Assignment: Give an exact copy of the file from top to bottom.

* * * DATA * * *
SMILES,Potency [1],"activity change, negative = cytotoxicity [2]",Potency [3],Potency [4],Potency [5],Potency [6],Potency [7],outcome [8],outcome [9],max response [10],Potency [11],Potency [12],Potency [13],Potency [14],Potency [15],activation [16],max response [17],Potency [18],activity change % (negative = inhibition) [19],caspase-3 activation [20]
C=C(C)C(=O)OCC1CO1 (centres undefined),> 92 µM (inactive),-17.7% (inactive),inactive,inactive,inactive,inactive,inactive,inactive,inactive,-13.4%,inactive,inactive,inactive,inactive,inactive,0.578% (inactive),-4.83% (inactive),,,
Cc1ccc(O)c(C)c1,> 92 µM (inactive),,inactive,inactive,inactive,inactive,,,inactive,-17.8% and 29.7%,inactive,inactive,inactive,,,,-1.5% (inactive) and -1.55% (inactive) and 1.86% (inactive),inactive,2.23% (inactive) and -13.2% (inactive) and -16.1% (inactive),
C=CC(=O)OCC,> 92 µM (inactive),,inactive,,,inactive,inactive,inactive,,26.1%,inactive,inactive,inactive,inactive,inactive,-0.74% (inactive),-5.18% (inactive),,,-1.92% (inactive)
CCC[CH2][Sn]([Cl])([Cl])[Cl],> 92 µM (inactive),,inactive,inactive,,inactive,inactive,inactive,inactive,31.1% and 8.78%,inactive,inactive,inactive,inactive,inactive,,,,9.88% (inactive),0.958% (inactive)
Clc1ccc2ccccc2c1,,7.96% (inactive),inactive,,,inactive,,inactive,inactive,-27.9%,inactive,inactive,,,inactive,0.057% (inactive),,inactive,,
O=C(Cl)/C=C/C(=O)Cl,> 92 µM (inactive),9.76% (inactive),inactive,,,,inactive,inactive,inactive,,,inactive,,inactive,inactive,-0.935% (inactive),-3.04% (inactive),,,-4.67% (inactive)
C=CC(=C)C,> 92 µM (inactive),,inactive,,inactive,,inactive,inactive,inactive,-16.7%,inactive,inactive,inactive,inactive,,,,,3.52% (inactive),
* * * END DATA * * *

SMILES,Potency [1],"activity change, negative = cytotoxicity [2]",Potency [3],Potency [4],Potency [5],Potency [6],Potency [7],outcome [8],outcome [9],max response [10],Potency [11],Potency [12],Potency [13],Potency [14],Potency [15],activation [16],max response [17],Potency [18],activity change % (negative = inhibition) [19],caspase-3 activation [20]
C=C(C)C(=O)OCC1CO1 (centres undefined),> 92 µM (inactive),-17.7% (inactive),inactive,inactive,inactive,inactive,inactive,inactive,inactive,-13.4%,inactive,inactive,inactive,inactive,inactive,0.578% (inactive),-4.83% (inactive),,,
Cc1ccc(O)c(C)c1,> 92 µM (inactive),,inactive,inactive,inactive,inactive,,,inactive,-17.8% and 29.7%,inactive,inactive,inactive,,,,-1.5% (inactive) and -1.55% (inactive) and 1.86% (inactive),inactive,2.23% (inactive) and -13.2% (inactive) and -16.1% (inactive),
C=CC(=O)OCC,> 92 µM (inactive),,inactive,,,inactive,inactive,inactive,,26.1%,inactive,inactive,inactive,inactive,inactive,-0.74% (inactive),-5.18% (inactive),,,-1.92% (inactive)
CCC[CH2][Sn]([Cl])([Cl])[Cl],> 92 µM (inactive),,inactive,inactive,,inactive,inactive,inactive,inactive,31.1% and 8.78%,inactive,inactive,inactive,inactive,inactive,,,,9.88% (inactive),0.958% (inactive)
Clc1ccc2ccccc2c1,,7.96% (inactive),inactive,,,inactive,,inactive,inactive,-27.9%,inactive,inactive,,,inactive,0.057% (inactive),,inactive,,
O=C(Cl)/C=C/C(=O)Cl,> 92 µM (inactive),9.76% (inactive),inactive,,,,inactive,inactive,inactive,,,inactive,,inactive,inactive,-0.935% (inactive),-3.04% (inactive),,,-4.67% (inactive)
C=CC(=C)C,> 92 µM (inactive),,inactive,,inactive,,inactive,inactive,inactive,-16.7%,inactive,inactive,inactive,inactive,,,,,3.52% (inactive),